- The Washington Times - Wednesday, August 19, 2015

Never mind eliminating illiteracy. A scientist’s new book project in the works isn’t geared towards bookworms, but rather the hundreds of millions of people without access to clean water — and the author says the technology involved in printing the final product could end a global crisis.

The pages of “The Drinkable Book,” the latest effort from McGill University researcher Dr. Theresa Dankovich, aren’t like the tree-pulp found in magazines and newspapers. Instead each page is made with a sturdy sheet of material that’s been embedded with nanoparticles, either silver or copper, that are proven to kill microbes and make water safe for consumption.

“Ions come off the surface of the nanoparticles, and those are absorbed by the microbes,” she told BBC.

Dr. Dankovich and her team have already tested her “pAges” technology at 25 different water sources in five countries, according to her website, and more than 90 percent of the samples “had basically no viable bacteria in them” after using the filters.

In the U.S., her product has already surpassed guidelines for bacteria removal enforced by the Environmental Protection Agency. Now she’s trying to raise the funds to mass-produce entire books brimming with that paper and take the project to places where clean water is a scarce commodity.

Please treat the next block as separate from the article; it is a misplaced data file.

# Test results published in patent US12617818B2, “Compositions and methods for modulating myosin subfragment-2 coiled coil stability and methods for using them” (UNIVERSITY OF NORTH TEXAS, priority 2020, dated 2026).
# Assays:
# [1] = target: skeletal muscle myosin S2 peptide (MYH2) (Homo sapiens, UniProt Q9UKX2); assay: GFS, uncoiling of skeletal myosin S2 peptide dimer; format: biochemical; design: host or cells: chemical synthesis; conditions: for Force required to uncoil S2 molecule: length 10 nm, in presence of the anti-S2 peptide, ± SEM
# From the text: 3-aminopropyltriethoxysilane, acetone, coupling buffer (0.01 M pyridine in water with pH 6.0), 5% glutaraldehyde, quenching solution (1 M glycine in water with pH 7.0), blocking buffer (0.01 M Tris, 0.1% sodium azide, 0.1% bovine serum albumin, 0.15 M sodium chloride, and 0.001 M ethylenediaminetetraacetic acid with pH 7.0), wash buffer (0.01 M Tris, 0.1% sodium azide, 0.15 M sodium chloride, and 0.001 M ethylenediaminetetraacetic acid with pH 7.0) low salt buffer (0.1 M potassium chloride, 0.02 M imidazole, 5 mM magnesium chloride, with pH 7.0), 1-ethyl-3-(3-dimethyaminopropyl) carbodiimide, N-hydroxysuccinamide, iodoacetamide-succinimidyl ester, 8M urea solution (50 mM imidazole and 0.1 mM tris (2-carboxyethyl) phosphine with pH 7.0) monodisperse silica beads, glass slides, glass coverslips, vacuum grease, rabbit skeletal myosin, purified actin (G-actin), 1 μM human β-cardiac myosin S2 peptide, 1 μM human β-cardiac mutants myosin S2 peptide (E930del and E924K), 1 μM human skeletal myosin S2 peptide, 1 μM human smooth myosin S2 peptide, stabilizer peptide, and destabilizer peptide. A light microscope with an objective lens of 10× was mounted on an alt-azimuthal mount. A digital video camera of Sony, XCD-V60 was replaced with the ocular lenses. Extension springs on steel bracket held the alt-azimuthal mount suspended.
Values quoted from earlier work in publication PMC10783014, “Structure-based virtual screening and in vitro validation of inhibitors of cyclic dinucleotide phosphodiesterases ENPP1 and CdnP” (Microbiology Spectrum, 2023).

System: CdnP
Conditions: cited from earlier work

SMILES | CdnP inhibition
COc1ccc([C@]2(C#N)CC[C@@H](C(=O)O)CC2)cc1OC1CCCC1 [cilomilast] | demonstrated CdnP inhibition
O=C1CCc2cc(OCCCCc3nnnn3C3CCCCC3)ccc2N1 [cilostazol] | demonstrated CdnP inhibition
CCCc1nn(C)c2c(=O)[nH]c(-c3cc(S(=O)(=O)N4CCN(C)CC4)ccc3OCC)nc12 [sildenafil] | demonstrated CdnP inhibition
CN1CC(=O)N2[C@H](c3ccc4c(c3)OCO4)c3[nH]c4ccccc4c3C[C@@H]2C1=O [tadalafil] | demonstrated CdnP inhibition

“All you need to do is tear out a paper, put it in a simple filter holder and pour water into it from rivers, streams, wells, etc and out comes clean water — and dead bacteria as well,” she told BBC.

Upwards of 3.4 million people die globally each year as a result of issues stemming from dirty water, according to the World Health Organization, and Dr. Dankovich said she thinks her book has the potential to bring cheap and easy-to-use filters to several times as many individuals with the right funding.

“While we ultimately want to be able to provide water to 10s to 100s of millions of people, we must first do development work to create a practical product and to demonstrate that it works in the hands of users in faraway countries,” reads part of the crowdfunding page launched for the book this week. In one day, it’s garnered a little over $1,000 of its $30,000 goal.


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